Many co-parent support groups I’ve been in have rotated the hosting responsibilities among the members. This was partly because no one could find a suitable "outside" site.

      The advantages to this approach are economy (free), simplicity (no outside people to negotiate with), and all sharing the site-prep and refreshment responsibilities. The disadvantages are (a) group size may be limited to fit the smallest home/s, and (b) often, phones, kids, and pets can be distracting.

      Possible non-home sites can include meeting rooms at a local church, school, civic building (library, park district, city hall, ...), hospital, business, or a public or private mental health agency. One Chicago group found a comfortable (free) home in a local realty office’s conference room.

      Again, where choice exists, you may lower chances of limiting group attendance by avoiding church and mental-health sites, and people’s (unfortunate) related biases. Conversely, some people would be attracted because you were in a church...

question mark  Meet when, how often, and how long?

      These choices will evolve from your group’s unique personality. The norm I’ve seen is to meet once or twice a month, on a week night or early Sunday evening, for two to two and a half hours. For eight or more people, meeting for less than that often doesn’t allow enough air and administrative time. That breeds frustration and dropouts.

question mark  Do we need to raise funds? For what? When? How?

      How will you pay for postage, advertising, printing, space, refreshments, speakers, educational kits, and supplies? Many groups use a combination of passing the hat at each meeting, fund-raisers, and soliciting community or participant donations (of supplies, copying service, or space, vs. money). 

      Fund raisers can take many forms: car washes, bake and garage sales, wine tasting or meet-the-cast parties, artist benefit performances, mail solicitations, raffles, etc. These can be fun group-building events as well as work. They provide good community advertising, too.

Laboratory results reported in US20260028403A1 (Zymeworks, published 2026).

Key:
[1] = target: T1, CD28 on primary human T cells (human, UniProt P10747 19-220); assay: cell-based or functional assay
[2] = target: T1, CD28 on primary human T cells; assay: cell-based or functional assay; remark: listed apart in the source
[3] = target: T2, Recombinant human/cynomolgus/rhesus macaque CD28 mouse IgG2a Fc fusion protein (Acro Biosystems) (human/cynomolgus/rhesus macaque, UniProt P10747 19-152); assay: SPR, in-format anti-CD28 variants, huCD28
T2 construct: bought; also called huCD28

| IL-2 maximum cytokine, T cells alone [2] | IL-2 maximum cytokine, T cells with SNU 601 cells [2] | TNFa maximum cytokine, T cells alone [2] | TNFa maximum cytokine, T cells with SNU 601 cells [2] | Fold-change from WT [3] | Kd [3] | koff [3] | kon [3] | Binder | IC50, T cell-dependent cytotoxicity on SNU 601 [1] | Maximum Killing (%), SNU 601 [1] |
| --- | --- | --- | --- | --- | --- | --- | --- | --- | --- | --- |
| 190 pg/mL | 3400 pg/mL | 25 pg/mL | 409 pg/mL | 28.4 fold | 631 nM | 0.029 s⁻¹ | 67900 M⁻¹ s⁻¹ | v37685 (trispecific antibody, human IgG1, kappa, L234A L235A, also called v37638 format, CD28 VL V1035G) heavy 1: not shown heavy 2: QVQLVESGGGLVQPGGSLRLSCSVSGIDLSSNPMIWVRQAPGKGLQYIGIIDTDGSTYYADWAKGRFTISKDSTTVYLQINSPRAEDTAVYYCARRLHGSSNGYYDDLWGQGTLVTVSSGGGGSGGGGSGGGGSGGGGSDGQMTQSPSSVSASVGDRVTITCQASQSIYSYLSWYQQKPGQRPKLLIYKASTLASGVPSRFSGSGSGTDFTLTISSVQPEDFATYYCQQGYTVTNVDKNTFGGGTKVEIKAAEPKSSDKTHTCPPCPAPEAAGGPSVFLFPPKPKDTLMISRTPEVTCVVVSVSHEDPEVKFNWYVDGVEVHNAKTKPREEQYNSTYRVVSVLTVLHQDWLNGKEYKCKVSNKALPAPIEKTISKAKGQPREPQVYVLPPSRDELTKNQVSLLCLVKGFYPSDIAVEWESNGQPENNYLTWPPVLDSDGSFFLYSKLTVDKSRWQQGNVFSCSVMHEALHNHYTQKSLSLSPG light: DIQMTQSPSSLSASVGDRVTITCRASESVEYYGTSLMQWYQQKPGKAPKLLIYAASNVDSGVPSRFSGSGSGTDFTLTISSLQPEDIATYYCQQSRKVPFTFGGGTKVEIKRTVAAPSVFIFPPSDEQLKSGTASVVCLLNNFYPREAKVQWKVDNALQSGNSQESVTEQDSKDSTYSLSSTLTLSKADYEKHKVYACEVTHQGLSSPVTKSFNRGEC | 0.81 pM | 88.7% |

My experience suggests that unless your group gets "big," the idea of fixed dues and formal memberships is generally a turnoff. Dues take time to account for, can imply exclusivity or formality, and will take periodic group time in discussion and haggling.

      Their advantage is that they provide regular and (fairly) predictable income, enabling more or "wider" activities. Who in your group will handle the money-management responsibilities?

question mark  Do we want a local business sponsor or affiliate organization?  If so, who? Costs and benefits?

      A well-known community organization's endorsement of your co-parental support group can lend it instant credibility. Mental health agencies, hospitals, clinics, or churches, however, carry a mix of associations for prospective attendees.

      If any such sponsor already has a good community reputation for unbiased and positive family-life education programs, fine. Otherwise, if you advertise such sponsorship prominently you may get credibility - and limit the scope of the people who'll try out the group because of biases about or against such organizations.

question mark  Should we compile a resource library? Of what? How?

      Typical co-parents often don’t know what they don’t know about stepfamily norms, co-parental tasks, special stepchild needs, and effective solutions. One solution to this is to provide informed stepfamily education. Your support group is a perfect place to do this!

      Collect printed and media stepfamily information that members contribute, or you buy with group funds. Make it available for loan or purchase at your meetings, and build motivation for members to use it.

      Develop and maintain a stepfamily bibliography and resource list, and pass it out to members and community libraries, hospitals, mental health centers, churches, and school counseling departments. See if one of your members will be your group's "resource director" (!), and coordinate this key project...